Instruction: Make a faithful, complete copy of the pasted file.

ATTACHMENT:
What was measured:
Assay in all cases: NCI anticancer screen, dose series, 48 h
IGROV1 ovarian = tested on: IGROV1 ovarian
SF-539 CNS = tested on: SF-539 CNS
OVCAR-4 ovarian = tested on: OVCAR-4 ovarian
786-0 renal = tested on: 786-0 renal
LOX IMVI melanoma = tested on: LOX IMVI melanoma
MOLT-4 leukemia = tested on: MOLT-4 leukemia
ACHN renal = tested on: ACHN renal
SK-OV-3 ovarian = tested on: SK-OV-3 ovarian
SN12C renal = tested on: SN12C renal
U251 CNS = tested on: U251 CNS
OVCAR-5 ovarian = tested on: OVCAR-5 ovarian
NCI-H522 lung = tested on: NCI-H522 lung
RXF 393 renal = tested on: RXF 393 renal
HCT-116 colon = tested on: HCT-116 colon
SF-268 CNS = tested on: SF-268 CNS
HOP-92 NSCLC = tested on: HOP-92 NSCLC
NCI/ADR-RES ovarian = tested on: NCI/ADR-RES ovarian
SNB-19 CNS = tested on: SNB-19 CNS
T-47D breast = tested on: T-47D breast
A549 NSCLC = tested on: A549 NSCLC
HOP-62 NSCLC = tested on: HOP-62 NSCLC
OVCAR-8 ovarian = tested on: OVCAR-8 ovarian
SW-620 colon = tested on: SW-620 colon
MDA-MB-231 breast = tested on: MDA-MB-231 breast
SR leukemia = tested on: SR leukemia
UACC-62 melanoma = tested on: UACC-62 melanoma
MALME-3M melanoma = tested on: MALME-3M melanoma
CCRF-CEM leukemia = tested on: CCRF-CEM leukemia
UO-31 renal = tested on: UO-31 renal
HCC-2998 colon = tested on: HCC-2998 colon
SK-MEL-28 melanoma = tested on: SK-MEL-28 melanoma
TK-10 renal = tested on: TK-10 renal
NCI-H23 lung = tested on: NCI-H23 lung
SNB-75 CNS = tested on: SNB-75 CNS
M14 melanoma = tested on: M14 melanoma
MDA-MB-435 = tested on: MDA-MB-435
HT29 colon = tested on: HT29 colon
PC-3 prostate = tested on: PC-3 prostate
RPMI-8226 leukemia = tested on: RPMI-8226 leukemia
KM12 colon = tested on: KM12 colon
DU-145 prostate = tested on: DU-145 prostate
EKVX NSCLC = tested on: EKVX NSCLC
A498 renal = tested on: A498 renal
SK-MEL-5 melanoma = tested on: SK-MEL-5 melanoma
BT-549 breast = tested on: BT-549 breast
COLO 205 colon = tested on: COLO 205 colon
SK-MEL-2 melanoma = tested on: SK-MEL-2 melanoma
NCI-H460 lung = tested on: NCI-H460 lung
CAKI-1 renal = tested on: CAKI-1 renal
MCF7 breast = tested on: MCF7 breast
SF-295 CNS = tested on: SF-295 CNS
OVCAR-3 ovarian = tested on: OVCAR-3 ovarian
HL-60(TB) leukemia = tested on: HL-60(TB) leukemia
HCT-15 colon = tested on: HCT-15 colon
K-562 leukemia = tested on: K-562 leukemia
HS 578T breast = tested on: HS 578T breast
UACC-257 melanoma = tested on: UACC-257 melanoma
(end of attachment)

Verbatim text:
What was measured:
Assay in all cases: NCI anticancer screen, dose series, 48 h
IGROV1 ovarian = tested on: IGROV1 ovarian
SF-539 CNS = tested on: SF-539 CNS
OVCAR-4 ovarian = tested on: OVCAR-4 ovarian
786-0 renal = tested on: 786-0 renal
LOX IMVI melanoma = tested on: LOX IMVI melanoma
MOLT-4 leukemia = tested on: MOLT-4 leukemia
ACHN renal = tested on: ACHN renal
SK-OV-3 ovarian = tested on: SK-OV-3 ovarian
SN12C renal = tested on: SN12C renal
U251 CNS = tested on: U251 CNS
OVCAR-5 ovarian = tested on: OVCAR-5 ovarian
NCI-H522 lung = tested on: NCI-H522 lung
RXF 393 renal = tested on: RXF 393 renal
HCT-116 colon = tested on: HCT-116 colon
SF-268 CNS = tested on: SF-268 CNS
HOP-92 NSCLC = tested on: HOP-92 NSCLC
NCI/ADR-RES ovarian = tested on: NCI/ADR-RES ovarian
SNB-19 CNS = tested on: SNB-19 CNS
T-47D breast = tested on: T-47D breast
A549 NSCLC = tested on: A549 NSCLC
HOP-62 NSCLC = tested on: HOP-62 NSCLC
OVCAR-8 ovarian = tested on: OVCAR-8 ovarian
SW-620 colon = tested on: SW-620 colon
MDA-MB-231 breast = tested on: MDA-MB-231 breast
SR leukemia = tested on: SR leukemia
UACC-62 melanoma = tested on: UACC-62 melanoma
MALME-3M melanoma = tested on: MALME-3M melanoma
CCRF-CEM leukemia = tested on: CCRF-CEM leukemia
UO-31 renal = tested on: UO-31 renal
HCC-2998 colon = tested on: HCC-2998 colon
SK-MEL-28 melanoma = tested on: SK-MEL-28 melanoma
TK-10 renal = tested on: TK-10 renal
NCI-H23 lung = tested on: NCI-H23 lung
SNB-75 CNS = tested on: SNB-75 CNS
M14 melanoma = tested on: M14 melanoma
MDA-MB-435 = tested on: MDA-MB-435
HT29 colon = tested on: HT29 colon
PC-3 prostate = tested on: PC-3 prostate
RPMI-8226 leukemia = tested on: RPMI-8226 leukemia
KM12 colon = tested on: KM12 colon
DU-145 prostate = tested on: DU-145 prostate
EKVX NSCLC = tested on: EKVX NSCLC
A498 renal = tested on: A498 renal
SK-MEL-5 melanoma = tested on: SK-MEL-5 melanoma
BT-549 breast = tested on: BT-549 breast
COLO 205 colon = tested on: COLO 205 colon
SK-MEL-2 melanoma = tested on: SK-MEL-2 melanoma
NCI-H460 lung = tested on: NCI-H460 lung
CAKI-1 renal = tested on: CAKI-1 renal
MCF7 breast = tested on: MCF7 breast
SF-295 CNS = tested on: SF-295 CNS
OVCAR-3 ovarian = tested on: OVCAR-3 ovarian
HL-60(TB) leukemia = tested on: HL-60(TB) leukemia
HCT-15 colon = tested on: HCT-15 colon
K-562 leukemia = tested on: K-562 leukemia
HS 578T breast = tested on: HS 578T breast
UACC-257 melanoma = tested on: UACC-257 melanoma